A year-and-and-a-half ago, ESPN made significant changes to “NBA Countdown.”
Jalen Rose was the only on-air talent who returned from the previous iteration, and ESPN was surrounding him with Paul Pierce, Jay Williams and Adrian Wojnarowski, with Maria Taylor handling hosting duties. Amina Hussein, an Emmy-Award-winning NBA senior coordinating producer who played a huge role behind the scenes, left to take a job at Peloton soon after.
Just when the group was starting to get comfortable, the 2019-20 NBA season was suspended last March due to the pandemic. After a five-month hiatus, the show returned, with the group working remotely. During a recent episode, Pierce was in Los Angeles, Rose was in Detroit, Williams was in Connecticut, and Taylor and Wojnarowski were in New York.
Despite facing a ton of adversity and the strangest of circumstances, the Countdown team has been winning over fans and delivering solid ratings. “NBA Countdown” on ABC is averaging 1,490,000 viewers through nine broadcasts, which is up more than 9% versus their full-year numbers (2019-20), according to Nielsen.
And even though they’re shooting most episodes from different parts of the country, everything the group has been through has brought them closer together.
In this two-part series, BasketballNews.com recently spoke with Maria Taylor, Adrian Wojnarowski, Paul Pierce, Jalen Rose, Jay Williams, and ESPN Vice President of Production Mike Shiffman to get a behind-the-scenes look at the show. They detailed the last year-and-a-half, the group’s chemistry, how the show appeals to all kinds of NBA fans, the debate over former players criticizing today's stars and more.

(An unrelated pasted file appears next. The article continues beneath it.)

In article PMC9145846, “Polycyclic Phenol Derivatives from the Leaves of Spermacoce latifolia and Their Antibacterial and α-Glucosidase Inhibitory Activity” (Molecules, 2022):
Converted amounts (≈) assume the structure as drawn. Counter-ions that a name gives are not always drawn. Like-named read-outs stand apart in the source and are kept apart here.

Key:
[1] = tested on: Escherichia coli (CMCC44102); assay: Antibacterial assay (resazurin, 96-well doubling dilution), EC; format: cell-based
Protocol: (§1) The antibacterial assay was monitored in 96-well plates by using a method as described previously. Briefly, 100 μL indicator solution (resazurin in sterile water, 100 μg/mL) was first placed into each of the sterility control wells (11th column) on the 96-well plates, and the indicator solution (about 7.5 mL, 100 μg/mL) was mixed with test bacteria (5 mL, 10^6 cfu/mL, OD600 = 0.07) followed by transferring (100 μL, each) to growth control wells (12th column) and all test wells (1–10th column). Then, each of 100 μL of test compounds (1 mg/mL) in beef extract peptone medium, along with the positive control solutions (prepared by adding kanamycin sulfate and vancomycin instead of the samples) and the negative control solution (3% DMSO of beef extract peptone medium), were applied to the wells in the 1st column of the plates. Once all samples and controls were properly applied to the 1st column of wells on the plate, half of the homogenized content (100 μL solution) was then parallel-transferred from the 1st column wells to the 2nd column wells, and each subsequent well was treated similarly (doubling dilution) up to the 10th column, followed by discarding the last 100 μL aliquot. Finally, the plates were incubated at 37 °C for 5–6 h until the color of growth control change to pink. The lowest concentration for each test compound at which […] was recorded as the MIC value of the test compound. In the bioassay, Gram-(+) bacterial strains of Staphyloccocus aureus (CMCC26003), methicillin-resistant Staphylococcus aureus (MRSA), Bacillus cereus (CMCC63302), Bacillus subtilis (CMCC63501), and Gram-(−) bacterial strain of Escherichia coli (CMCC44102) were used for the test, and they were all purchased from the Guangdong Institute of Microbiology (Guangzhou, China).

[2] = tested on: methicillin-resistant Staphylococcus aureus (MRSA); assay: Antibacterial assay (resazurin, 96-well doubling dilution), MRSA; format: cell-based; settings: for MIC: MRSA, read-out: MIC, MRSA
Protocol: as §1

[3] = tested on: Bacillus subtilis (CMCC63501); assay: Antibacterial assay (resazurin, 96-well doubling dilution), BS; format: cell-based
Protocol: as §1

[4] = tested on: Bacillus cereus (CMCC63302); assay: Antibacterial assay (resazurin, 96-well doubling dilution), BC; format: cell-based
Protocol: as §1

Mike Shiffman, ESPN’s Vice President of Production, oversees all basketball properties across all platforms. When it came time to assemble this new “NBA Countdown” cast, he was very involved in the decision-making.
Mike Shiffman: “In terms of making the decision, you look at how they complement each other. Paul, Jalen and Jay each bring their own unique outlook on the NBA and all things surrounding the league. Woj is obviously the top basketball newsbreaker in the business. And Maria is one of our top-tier hosts and reporters, who has a terrific way of getting the most out of whoever she’s interacting with -- whether that’s analysts or reporters or players who are on as guests. We knew that from the work she’s done hosting the Women’s Championship and working on college football and college basketball; we knew she’d be the perfect person to sort of run point with everyone. I don’t think there’s any magic formula to create chemistry. Some shows develop it very quickly, others need reps and time together.”
Adrian Wojnarowski: “I thought leading up to the shutdown, you could absolutely feel the chemistry. With this group, it was natural because everyone already had relationships. Then, we started feeling that rhythm on the set, but then the shutdown came and we were out for several months, so that was certainly an interruption. But I just think it speaks to the group of people -- they’re really good people and everyone is really passionate about the game and working together. Everyone has a role on the show and I think we play to everyone’s strengths.”
Maria Taylor: “Right before the shutdown, we traveled to L.A. to do Lakers-Bucks and Lakers-Clippers in the same weekend. We did the show on the court [at Staples Center] and after we finished, we kind of all looked around and were like, ‘This is what it’s supposed to feel like. This is the kind of show that could have longevity.’ We were still working through things and trying to figure everything out, but we felt really comfortable with one another. I think traveling together really helped with that, along with having dinners together after the show. I remember that being a moment [when we knew this could be special]. But there have been a lot of those moments. Luckily, I had already worked with Jalen Rose on 'Get Up' for the last two years and I had traveled with J-Will when I was doing the college basketball prime games and I did the NBA Combine with Woj, so we all kind of knew of each other and it just kind of flowed from there.”